UPDATED AND WITH A NEW AFTERWORD
National Book Award Finalist
A Time , Newsweek , Washington Post , Chicago Tribune , and New York Times Book Review Best Book of the Year
A gripping narrative that spans five decades, The Looming Tower explains in unprecedented detail the growth of Islamic fundamentalism, the rise of al-Qaeda, and the intelligence failures that culminated in the attacks on the World Trade Center. Lawrence Wright re-creates firsthand the transformation of Osama bin Laden and Ayman al-Zawahiri from incompetent and idealistic soldiers in Afghanistan to leaders of the most successful terrorist group in history. He follows FBI counterterrorism chief John O’Neill as he uncovers the emerging danger from al-Qaeda in the 1990s and struggles to track this new threat. Packed with new information and a deep historical perspective, The Looming Tower is the definitive history of the long road to September 11.
From the Trade Paperback edition.
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|Title of eBook: The Looming Tower|
|Release Date: 08-08-2006|
|Allowed Countries (hover)|
|Publisher: Knopf Doubleday Publishing Group|
This eBook download is available in the following formats:
|Parent title||The Looming Tower|
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The Looming Tower
In a first-class stateroom on a cruise ship bound for New York from Alexandria, Egypt, a frail, middle-aged writer and educator named Sayyid Qutb experienced a crisis of faith. “Should I go to America as any normal student on a scholarship, who only eats and sleeps, or should I be special?” he wondered. “Should I hold on to my Islamic beliefs, facing the many sinful temptations, or should I indulge those temptations all around me?” It was November 1948. The new world loomed over the horizon, victorious, rich, and free. Behind him was Egypt, in rags and tears. The traveler had never been out of his native country. Nor had he willingly left now.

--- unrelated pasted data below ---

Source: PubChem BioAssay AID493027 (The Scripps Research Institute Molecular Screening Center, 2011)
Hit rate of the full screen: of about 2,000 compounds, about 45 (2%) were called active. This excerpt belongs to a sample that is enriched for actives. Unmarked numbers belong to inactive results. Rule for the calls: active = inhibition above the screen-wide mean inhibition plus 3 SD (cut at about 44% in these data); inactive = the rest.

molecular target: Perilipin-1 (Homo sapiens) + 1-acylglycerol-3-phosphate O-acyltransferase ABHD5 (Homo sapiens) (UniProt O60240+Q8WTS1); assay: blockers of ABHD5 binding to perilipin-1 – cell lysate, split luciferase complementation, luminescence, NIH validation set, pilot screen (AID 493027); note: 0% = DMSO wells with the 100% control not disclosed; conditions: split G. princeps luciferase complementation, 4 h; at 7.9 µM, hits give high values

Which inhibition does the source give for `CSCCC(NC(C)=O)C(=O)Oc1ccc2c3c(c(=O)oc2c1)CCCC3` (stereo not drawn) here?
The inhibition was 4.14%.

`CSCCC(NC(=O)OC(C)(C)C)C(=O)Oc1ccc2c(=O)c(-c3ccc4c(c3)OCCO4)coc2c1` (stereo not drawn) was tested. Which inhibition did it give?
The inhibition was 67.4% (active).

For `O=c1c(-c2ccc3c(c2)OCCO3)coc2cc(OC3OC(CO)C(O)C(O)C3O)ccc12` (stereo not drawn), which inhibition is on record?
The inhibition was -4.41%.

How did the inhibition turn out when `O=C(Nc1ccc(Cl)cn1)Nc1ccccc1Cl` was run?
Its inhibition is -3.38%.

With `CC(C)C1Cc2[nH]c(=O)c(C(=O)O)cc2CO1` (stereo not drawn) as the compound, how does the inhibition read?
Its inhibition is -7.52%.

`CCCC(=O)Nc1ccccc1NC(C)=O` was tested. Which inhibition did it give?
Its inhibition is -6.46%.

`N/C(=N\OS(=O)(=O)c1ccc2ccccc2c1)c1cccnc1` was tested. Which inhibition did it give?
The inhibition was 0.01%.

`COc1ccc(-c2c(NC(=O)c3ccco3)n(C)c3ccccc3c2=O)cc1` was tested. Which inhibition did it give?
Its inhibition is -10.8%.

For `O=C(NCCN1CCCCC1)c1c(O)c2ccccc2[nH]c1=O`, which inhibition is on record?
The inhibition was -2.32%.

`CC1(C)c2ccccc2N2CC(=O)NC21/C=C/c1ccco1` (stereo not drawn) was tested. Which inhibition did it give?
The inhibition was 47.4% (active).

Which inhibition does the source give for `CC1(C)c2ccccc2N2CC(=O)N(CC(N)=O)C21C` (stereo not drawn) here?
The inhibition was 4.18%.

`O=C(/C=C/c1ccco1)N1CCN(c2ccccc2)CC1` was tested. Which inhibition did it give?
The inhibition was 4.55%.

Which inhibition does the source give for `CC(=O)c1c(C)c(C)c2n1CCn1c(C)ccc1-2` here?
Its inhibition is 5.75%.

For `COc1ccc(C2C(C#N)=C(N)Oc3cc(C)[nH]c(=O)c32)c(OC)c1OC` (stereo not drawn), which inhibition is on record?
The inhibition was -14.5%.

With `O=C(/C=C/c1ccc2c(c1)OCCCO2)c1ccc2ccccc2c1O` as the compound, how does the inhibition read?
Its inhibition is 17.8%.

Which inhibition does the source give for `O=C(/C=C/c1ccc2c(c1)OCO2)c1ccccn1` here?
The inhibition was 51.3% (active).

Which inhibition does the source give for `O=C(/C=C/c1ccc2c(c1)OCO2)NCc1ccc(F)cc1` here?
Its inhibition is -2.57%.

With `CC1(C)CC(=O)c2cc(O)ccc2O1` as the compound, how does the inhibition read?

The stern bachelor was slight and dark, with a high, sloping forehead and a paintbrush moustache somewhat narrower than the width of his nose. His eyes betrayed an imperious and easily slighted nature. He always evoked an air of formality, favoring dark three-piece suits despite the searing Egyptian sun. For a man who held his dignity so close, the prospect of returning to the classroom at the age of forty-two may have seemed demeaning. And yet, as a child from a mud-walled village in Upper Egypt, he had already surpassed the modest goal he had set for himself of becoming a respectable member of the civil service. His literary and social criticism had made him one of his country’s most popular writers. It had also earned the fury of King Farouk, Egypt’s dissolute monarch, who had signed an order for his arrest. Powerful and sympathetic friends hastily arranged his departure.
At the time, Qutb (his name is pronounced kuh-tub) held a comfortable post as a supervisor in the Minist